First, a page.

Tuesday, July 21, 2015

Yarn Tales Tuesday

It Came From a Man
From ignorant to ingenious...

  Guys (seriously, I mean any guys that might be reading), I hope you won't be offended by the "guys know nothing about yarn" attitude here. We know you exist. You're awesome. But please admit that crochet and yarn crafts are dominated by the female species. And when He-Who-Knows-Nothing-About-Yarn comes up with a great yarn idea, it's a major OMG moment.

  My other half is pretty clueless about yarn, crochet, and crafts in general. He can't see the patterns in filet crochet, he barely knows the difference between a crochet hook and a knitting needle, and the most excited he gets about yarn is when he's finally done helping me untangle a skein. So, I admit that I often have a "what do you know?" attitude about his opinions of my projects. That's why it was a major surprise when he came up with an idea... About yarn!

  First, let me say that this idea came about because of a major yarn accident. A big, stain-causing mess barely missed my yarn stash, but still got the carpet. My stash is (partially) stored in a fabric cube-style organizer. And while I was spraying carpet cleaner to take care of said mess, I didn't realize that over-spray was hitting the bottom of the fabric cube. So... some of my brand-new-never-even-had-the-tail-pulled-out yarn got a good soaking. Oops.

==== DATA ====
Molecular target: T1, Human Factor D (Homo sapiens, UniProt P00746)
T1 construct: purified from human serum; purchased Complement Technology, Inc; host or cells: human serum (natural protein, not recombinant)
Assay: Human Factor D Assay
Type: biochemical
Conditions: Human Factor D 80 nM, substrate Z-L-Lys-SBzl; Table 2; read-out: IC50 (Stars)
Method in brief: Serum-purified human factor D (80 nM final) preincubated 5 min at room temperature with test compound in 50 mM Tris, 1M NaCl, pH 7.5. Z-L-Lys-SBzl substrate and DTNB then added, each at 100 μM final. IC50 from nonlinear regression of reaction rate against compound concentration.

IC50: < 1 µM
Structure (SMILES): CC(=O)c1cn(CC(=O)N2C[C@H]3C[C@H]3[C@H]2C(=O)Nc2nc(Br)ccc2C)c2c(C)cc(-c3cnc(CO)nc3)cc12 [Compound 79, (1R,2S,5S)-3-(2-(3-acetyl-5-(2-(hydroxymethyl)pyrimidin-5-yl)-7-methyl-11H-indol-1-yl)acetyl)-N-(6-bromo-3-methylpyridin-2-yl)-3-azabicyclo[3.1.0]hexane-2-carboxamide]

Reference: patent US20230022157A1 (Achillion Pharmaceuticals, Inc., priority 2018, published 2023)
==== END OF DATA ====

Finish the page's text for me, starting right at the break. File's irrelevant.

I probably wouldn't have worried too much about it and just let it dry, if the colors didn't start to bleed because of the cleaner. Fearing destruction of perfectly good yarn, I ripped off the labels, rushed the full skeins to the sink, and dumped the whole mess in some water to stop the bleeding. It worked. And thankfully, the colorway that did start to run is variegated, so you can't really tell that it's any different. (Although it won't match it's dye lot anymore!) I was lucky enough that even though the one stray ball of white Bernat Pipsqueak was hit by the cleaner, it didn't come into contact with the color-running yarn.

  Problem solved, right? Nothing to worry about... Well, almost. Most of those skeins are the novelty eyelash yarn you see in the very first photo. Furry, fluffy stuff that soaks up a ton of water and weighs a million pounds when wet. And although those synthetic fibers dry quite quickly when worked up in a project, the still-rolled up balls of yarn that I have are just... Soaked. Even after rolling them in thick towels and squeezing out as much water as possible (I even sat on them), it's not going to dry this way. I don't want to have to unravel a bunch of skeins of wet yarn, just to roll them back into balls again. I wish I could put them in the dryer (delicate/low heat, of course)! How many of you are thinking that a lingerie bag would be a great idea? Yeah, me too. But after putting them into one and tossing it around a few times, the skeins started to unroll. Something tells me that's going to end up as a tangled mass in my dryer.

  That might make a good Halloween decoration... It's mostly brown, hairy-looking... Think "OMG, somebody left Cousin It in the dryer!"...